We need to talk about making tertiary education free : New Frame

Six years after Fees Must Fall protests erupted on campuses throughout South Africa, the country is still far from achieving the goal of universal, free and quality tertiary education for all that inspired a generation of students. The time has come for a national conversation on how to achieve this noble vision and expand the tertiary education sector in ways that dramatically upgrade the population’s level of educational attainment within one generation.

In December 2017, on the eve of the ANC’s national conference, former president Jacob Zuma announced an increase in the threshold that would be used to provide financial aid to students in tertiary education, to those whose families had an annual income of less than R350 000 a year. The new policy would apply to first-year students and be implemented over five years. The previous threshold was an annual income of R122 000 a year. While the National Student Financial Aid Scheme (NSFAS) had previously provided bursaries and loans to qualifying students, the new system would provide bursaries that did not have to be repaid.

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However, this has not resulted in a significant increase in access to tertiary education, according to an analysis of statistics provided in the “Higher Education and Training” chapter in the National Treasury’s Budget 2021: Estimates of National Expenditure. The percentage of NSFAS beneficiaries at 26 universities and 50 technical and vocational educational and training (TVET) colleges increased to 36.1% of total enrolments in 2020-2021 from 26.9% in 2017-2018, the last year of the previous scheme.

University enrolments stalled at just under 1.1 million during the first three years of the new system to 2020-2021. TVET college enrolments declined by 3.4% to 680 000 during this period while NSFAS beneficiaries at these colleges increased by 6.6% to 240 406. But NSFAS beneficiaries at universities increased by 75% to 395 591 . The National Research Foundation (NRF) provided funding of R2.4 billion to 11 918 postgraduate students during 2019-2020. The Funza Lushaka bursary scheme provided R942 million to 10 469 students in education, which was equivalent to only 5% of enrolments.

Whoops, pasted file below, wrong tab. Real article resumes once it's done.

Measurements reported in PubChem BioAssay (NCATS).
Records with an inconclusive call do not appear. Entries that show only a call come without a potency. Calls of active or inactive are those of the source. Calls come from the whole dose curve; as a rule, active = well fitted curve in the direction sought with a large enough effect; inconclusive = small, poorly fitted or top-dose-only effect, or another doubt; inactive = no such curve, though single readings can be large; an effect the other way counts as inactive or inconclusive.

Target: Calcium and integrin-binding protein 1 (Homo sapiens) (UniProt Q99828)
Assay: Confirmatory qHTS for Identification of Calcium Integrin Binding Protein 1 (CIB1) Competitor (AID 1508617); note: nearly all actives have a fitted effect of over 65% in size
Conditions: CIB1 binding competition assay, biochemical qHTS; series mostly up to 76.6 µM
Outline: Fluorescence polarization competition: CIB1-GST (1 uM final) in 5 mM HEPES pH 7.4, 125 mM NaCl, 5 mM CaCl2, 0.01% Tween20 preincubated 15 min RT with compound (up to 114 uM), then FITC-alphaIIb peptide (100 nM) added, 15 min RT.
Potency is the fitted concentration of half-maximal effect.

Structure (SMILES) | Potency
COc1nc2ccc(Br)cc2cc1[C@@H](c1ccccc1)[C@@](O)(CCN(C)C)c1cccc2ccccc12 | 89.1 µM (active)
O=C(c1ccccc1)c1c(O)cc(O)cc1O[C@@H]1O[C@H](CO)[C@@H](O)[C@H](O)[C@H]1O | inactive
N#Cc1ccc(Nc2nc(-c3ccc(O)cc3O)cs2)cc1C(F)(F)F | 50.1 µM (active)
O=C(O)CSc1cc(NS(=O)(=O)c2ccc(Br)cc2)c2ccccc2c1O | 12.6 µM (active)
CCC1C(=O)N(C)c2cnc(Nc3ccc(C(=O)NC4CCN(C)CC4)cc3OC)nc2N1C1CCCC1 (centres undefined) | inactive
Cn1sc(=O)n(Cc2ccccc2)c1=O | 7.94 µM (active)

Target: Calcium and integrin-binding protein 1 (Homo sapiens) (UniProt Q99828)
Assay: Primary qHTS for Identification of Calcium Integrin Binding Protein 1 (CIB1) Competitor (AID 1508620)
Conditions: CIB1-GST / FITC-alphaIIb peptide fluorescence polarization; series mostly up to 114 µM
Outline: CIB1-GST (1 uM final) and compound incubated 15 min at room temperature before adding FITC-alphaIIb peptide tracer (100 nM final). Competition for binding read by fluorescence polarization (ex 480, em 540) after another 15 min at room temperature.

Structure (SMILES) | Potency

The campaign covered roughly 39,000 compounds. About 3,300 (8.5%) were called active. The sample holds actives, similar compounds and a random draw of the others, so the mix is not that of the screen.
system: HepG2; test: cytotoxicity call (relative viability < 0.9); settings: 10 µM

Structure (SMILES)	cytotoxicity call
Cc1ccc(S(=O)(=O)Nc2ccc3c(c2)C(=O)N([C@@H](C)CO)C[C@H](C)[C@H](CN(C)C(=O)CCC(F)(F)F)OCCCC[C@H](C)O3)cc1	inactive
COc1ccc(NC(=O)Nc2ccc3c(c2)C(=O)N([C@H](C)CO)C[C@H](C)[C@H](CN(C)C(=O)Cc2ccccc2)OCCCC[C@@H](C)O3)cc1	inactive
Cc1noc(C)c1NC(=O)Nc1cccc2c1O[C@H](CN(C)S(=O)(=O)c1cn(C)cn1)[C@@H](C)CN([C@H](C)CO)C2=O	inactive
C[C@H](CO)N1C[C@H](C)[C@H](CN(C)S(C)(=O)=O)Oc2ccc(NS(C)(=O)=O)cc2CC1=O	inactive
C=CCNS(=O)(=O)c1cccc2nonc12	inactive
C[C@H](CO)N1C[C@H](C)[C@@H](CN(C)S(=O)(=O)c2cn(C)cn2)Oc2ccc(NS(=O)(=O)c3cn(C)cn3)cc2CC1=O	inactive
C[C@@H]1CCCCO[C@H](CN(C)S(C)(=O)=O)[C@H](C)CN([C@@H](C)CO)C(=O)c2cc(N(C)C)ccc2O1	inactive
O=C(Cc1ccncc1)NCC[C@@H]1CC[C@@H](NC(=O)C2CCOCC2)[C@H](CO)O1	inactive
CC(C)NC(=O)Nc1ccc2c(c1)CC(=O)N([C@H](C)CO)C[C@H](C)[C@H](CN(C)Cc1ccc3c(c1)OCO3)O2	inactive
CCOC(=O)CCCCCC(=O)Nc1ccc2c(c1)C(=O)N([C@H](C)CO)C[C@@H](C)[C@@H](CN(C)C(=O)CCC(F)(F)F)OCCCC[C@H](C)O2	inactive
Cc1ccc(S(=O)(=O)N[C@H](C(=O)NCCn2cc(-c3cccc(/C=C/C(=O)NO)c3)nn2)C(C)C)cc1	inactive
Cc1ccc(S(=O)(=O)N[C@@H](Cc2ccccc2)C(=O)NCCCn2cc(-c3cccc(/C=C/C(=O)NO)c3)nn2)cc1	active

At the much smaller National Institute for the Humanities and Social Sciences, 97 of the students they funded completed their PhDs in 2019-2020, bringing the five-year total to 229. This means that 1.1 million (63.2%) of the 1.8 million students enrolled in tertiary education do not get state support. While NSFAS provides funding to about half of undergraduate university and TVET students, it is the lack of funding for postgraduate studies that pulls the average down. The NRF provides funding to only 6.9% of postgraduate students.

The state of NSFAS

A rough estimate is that it would cost about R121 billion a year to provide free tertiary education to all, of which R78 billion would be new money after taking into account NSFAS spending of R43 billion for the 2021-2022 financial year. NSFAS would need to double its spending to R86 billion a year. The NRF’s spending on bursaries would have to increase to R35 billion. But NRF chief executive Fulufhelo Nelwamondo has highlighted the dire funding shortage for postgraduate studies. “Last year, the NRF had a huge funding cut of R763 million. Despite this budget slash, we still have to deliver on our mandate,” he says. 

There was another wave of student protests at the beginning of the 2021 academic year after NSFAS said it had a funding shortfall of R5.7 billion and could not confirm funding eligibility for first-time entrants. The 2021 budget report said Cabinet had approved reductions to the department’s baseline of R24.6 billion over the three-year medium-term expenditure framework. 

9 September 2016: Students protest at the University of the Witwatersrand after it was announced that universities can determine their own fee increases for 2017 but that these should not exceed 8%. (Photograph by Cornel van Heerden/ Foto24/ Getty Images)

“These reductions include R6.8 billion on the allocation to the National Student Financial Aid Scheme for loans and bursaries, R5 billion on university subsidies and R947.1 million on TVET college infrastructure grants. The reductions to university subsidies will likely lead to a decrease in the number of first-year enrolments,” said the treasury.